Time to line (T2L) is a must-have metric for every dealership, one a best-practices store cannot afford to do without or work from a guesstimate. Reconditioning presents too many moving parts from acquisition to sale-ready to assume a best efforts accountability is efficient.
T2L encompasses the time it takes your shop to get inventory from the auction, private purchase or release from trade through inspection, mechanical and cosmetic services, through photography and to the front line or posted online.
Dealers able to reduce T2L to three to five days are happier. Why? Some reasons are apparent — fresh inventory ready to sell faster, but the list of reasons to reduce T2L is long (and essential — ask your principal if this is not so):
• Reduced holding costs ($40/day per car)
• Increased turn
• Improved gross
• Reduced interdepartmental friction
• Eliminated misplacement of cars on lots or sublets
• A more profitable used car operation
But wait, there’s more. Dealers enjoying faster T2L also see incremental revenue throughout the dealership:
• Increased parts and labor sales
• Increased opportunity to sell F&I products
• Increased customer satisfaction when you present detailed, professional evidence of the reconditioning investment you put into the vehicle a customer is considering
So, how happy are you with your T2L?
Unless you measure your T2L accurately, there is no verifiable way you’ll know what it is. We know, from having improved T2L results for more than 1,000 dealerships and groups. Guesstimates and T2L checks with staff about recon timeliness based on unmeasurable T2L practices most always yield uninformed and consequently wrong T2L estimates. These estimates range from 10 days at the best to two weeks or more at the worst. Your store will probably fall somewhere between.
Reducing T2L even 2.5 days will yield an additional inventory turn — happier now?
We also know that despite the best intentions, without T2L workflow software tools, any T2L improvement is seldom more than short term. Why? Events not measured or when those involved are not held accountable for accomplishing specific tasks and functions most always, after a spurt of growth, fall back into old habits.
As one dealer told me recently, an essential key to his group’s consistent T2L improvement per store is the weekly meetings held for the group and each individual store to review T2L reports. He involves the GM, service and parts managers, sales managers, recon manager, parts manager and lot attendants in the meeting to ensure better understanding and communications — and to review goals and responsibilities.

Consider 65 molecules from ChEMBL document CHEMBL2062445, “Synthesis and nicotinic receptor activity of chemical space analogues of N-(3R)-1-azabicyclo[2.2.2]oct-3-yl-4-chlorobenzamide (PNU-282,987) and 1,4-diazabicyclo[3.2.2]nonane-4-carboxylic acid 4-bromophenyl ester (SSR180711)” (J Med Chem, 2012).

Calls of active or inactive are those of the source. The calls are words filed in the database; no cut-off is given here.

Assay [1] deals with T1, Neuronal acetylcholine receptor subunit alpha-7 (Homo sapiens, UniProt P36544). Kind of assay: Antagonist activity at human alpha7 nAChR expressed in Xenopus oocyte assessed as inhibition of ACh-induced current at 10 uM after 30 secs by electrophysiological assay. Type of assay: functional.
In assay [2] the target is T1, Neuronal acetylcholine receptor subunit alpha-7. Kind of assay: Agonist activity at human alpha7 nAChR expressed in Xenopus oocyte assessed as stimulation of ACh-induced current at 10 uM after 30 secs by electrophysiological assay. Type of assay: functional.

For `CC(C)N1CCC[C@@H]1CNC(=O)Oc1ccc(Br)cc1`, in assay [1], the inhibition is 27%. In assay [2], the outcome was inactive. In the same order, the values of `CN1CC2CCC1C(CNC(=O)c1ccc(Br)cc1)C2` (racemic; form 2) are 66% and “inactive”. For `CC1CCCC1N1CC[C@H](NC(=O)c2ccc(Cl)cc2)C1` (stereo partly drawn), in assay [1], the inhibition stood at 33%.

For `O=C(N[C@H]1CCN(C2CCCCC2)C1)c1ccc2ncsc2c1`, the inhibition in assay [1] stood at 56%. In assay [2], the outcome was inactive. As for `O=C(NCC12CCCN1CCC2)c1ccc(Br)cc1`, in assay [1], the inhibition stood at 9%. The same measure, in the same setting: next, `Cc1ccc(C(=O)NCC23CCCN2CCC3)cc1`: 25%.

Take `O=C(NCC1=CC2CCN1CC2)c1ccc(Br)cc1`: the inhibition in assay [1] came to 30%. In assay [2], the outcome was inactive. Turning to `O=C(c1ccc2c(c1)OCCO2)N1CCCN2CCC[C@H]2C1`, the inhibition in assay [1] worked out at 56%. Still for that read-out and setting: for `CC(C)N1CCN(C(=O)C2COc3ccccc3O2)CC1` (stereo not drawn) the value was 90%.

Sound like too much? Not if those 52 hours of meetings a year can cause a performance improvement of tens of thousands of dollars a year gain in used car profitability. Putting T2L disciplines in place should not be a question of affordability either. T2L workflow software should cost your dealership per month about the price of a new set of “better” grade tires.
“Depending on the store, one more turn can be worth to that dealer $1 million,” said an OEM who advocates T2L software use in its dealers’ stores. “Isn’t that worth an analysis to see how improving time to line can benefit a store?”
“When you get T2L under control so store managers can monitor and manage their recon processes, they truly do get cars to the front line faster, sales go up, the number of aged units goes down and wholesale losses are checked,” said a group used car director. This group’s T2L average is under five days, from the moment cars are entered into the DMS or released from finance until they’re on the lot and online ready for resale.
How happy are you with your time to line?
Data from more than 1,000 dealerships using rapid reconditioning workflow solutions tells us how dealerships provide their:
• Dealer principal with measurable and significant return on inventory capital
• General manager with time to line accountability
• Used car manager with control of recon costs and urgency
• Fixed ops manager with a communications tool to eliminate friction between processes and the used car manager
• Parts department with greater parts efficiencies
• Technicians with a device to better manage their own accountability
Oakes Auto, the Kansas City area’s largest independent dealer, retails 180 to 220 units a month. Its sweet spot is three-to-five-year-old models retailing from $15,000 to $25,000.
“Because dealers don’t actually write a check out of the business account for holding costs, they don’t see what recon delays can cost them,” Dan Oakes, owner/operator of Oakes Auto, said. “Old-school dealers focus on overall front-end grosses. If they instead were to concentrate on improving recon and inventory management, front-end gross would be better, and inventory would turn faster.
“Managing reconditioning is the main focus here because a car is not for sale until it’s shown online or on the lot. All hands on deck need to realize this, and always be asking one another, ‘Why are we waiting for parts…can we get them now, so recon doesn’t stop?’ The holding cost clock starts once I own the unit. We are very mindful of its ticking,” Oakes said.
Speedy reconditioning practices have helped him achieve and maintain a four- to five-day recon time to line, which for Oakes’ operation starts when cars unload from transport.
How happy are you with your time to line? Unless you measure your T2L accurately using T2L workflow software to ensure measurement fidelity, there is no other verifiable and actionable way you will know what it is.
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